1. Minutes of Angle (MOA) - more friendly when using the imperial system

  2. Milradians (MILS) - more friendly when using the metric system

Common adjustments are 1/10 (0.1) MIL or 1/4 (0.25) MOA. A 1/4 MOA adjustment equates to a 1/4 (0.25) inch adjustment on paper at 100 yards, and a 1/10 MIL adjustment equates to a 1 centimeter adjustment at 100 meters.

In the competitive shooting community, you will commonly hear the phrase "chasing your grouping". This refers to the improper practice of making too-small adjustments to your sight in between groupings. The solution to this is to BE BOLD with your corrections, and bracket in the MPI. For example, if you think you are hitting 1 inch low and 1 inch left at 100 yards, adjust your sight 5 clicks up and 5 clicks right, then back off by 1 click respectively if necessary on a following grouping. Without going into too much detail, this is a more effective practice as it allows you to use your point of aim to bracket in your adjustments. This will prevent you from chasing the grouping and subsequently burning a fatter hole in your wallet.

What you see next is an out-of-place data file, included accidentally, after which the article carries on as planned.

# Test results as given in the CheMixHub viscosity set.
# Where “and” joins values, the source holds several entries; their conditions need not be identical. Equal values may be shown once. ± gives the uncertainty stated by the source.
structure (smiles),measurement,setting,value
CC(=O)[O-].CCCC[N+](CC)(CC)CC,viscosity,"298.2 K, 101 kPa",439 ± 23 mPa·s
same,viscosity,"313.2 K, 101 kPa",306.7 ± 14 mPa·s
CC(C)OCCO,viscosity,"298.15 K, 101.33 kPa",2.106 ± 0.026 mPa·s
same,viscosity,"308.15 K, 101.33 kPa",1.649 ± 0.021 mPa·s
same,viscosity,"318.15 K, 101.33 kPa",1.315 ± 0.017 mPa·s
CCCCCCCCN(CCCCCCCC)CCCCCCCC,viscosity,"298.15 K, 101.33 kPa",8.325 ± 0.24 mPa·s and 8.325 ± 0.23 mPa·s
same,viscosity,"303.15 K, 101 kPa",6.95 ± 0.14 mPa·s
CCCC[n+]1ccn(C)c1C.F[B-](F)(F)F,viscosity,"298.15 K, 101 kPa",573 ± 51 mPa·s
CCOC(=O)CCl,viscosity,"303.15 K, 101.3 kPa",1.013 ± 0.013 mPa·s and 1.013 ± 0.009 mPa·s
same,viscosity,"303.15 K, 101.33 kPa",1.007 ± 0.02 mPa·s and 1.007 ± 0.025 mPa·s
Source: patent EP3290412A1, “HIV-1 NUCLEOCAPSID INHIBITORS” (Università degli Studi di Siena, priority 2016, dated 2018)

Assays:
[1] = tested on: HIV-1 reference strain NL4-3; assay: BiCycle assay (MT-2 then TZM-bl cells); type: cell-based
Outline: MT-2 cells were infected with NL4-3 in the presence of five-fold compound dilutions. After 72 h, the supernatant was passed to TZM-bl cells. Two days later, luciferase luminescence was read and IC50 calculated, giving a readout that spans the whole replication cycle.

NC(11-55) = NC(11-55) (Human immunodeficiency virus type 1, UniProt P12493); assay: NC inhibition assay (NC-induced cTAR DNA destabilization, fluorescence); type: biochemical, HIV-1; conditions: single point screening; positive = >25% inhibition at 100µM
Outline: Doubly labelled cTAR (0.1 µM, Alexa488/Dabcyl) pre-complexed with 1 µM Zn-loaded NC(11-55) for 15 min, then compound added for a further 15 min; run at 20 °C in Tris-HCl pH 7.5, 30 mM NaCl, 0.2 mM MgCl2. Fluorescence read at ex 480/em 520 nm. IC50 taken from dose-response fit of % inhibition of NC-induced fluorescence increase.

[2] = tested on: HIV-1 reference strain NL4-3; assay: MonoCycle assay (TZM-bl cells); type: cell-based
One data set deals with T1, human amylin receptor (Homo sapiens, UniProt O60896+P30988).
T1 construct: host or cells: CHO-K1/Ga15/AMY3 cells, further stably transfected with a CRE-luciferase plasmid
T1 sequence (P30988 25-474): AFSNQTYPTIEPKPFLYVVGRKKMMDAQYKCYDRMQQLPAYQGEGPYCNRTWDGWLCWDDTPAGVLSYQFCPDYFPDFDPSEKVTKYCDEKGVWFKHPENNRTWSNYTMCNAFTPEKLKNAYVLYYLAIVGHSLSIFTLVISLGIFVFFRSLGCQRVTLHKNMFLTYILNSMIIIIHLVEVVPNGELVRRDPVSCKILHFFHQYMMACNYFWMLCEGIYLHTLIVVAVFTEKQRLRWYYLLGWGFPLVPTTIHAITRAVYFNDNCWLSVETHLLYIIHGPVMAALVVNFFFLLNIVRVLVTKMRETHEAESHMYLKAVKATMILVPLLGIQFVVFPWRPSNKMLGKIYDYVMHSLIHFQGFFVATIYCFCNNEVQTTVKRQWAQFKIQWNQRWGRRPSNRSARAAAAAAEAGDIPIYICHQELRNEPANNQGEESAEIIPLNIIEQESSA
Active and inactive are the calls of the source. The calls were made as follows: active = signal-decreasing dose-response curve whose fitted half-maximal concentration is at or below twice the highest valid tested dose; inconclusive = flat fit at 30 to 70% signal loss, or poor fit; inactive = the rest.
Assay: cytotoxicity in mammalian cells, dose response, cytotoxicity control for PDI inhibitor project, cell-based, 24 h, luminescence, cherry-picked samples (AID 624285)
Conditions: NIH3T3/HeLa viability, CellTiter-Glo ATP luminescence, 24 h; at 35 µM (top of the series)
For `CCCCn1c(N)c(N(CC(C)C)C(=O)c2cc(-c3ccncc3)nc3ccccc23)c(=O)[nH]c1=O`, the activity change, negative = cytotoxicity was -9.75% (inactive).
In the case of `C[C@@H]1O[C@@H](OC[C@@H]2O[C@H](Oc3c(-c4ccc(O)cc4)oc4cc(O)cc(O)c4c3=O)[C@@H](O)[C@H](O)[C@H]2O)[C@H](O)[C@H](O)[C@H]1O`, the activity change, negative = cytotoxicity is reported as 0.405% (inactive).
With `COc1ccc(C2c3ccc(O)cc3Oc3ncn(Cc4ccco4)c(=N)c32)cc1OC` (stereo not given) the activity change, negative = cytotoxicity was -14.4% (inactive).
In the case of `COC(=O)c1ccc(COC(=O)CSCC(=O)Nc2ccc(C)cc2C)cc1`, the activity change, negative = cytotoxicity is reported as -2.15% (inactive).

Step 3: Confirm Your Zero

Shoot another grouping while changing as few variables as possible between your initial group and your confirmation - if you shot your first grouping upside down with a bottom lip full of chewing tobacco, let that bad boy ride and shoot again. Any adjustments to your position and body mechanics will introduce factors beyond the dynamic between the sight and the rifle itself.

If your POI still doesn't match up with your POA, rinse and repeat steps 1 and 2 as necessary.


Zeroing a rifle is a fundamental skill that every shooter should master. By following these 3 easy steps, you can ensure that your rifle is accurately zeroed, leading to improved shooting performance and confidence in your abilities. Remember, whether it's paper or people, you can't hit what you're aiming at if your not aiming where you think you are!